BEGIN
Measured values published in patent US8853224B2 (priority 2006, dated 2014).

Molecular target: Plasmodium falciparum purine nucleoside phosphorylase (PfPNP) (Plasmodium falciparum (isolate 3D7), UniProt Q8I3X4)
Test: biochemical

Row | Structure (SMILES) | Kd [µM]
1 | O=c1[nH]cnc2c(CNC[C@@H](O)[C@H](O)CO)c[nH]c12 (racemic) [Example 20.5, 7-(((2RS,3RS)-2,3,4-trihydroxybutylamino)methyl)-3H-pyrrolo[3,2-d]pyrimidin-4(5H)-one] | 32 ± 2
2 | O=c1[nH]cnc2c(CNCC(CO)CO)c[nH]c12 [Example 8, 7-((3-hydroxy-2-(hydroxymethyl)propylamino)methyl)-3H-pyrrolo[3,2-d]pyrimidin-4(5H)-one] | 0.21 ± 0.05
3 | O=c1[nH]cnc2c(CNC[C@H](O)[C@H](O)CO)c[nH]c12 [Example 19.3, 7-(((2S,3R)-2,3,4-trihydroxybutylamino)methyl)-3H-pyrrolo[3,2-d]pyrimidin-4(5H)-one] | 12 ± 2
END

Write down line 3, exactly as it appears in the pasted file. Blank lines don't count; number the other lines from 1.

Test: biochemical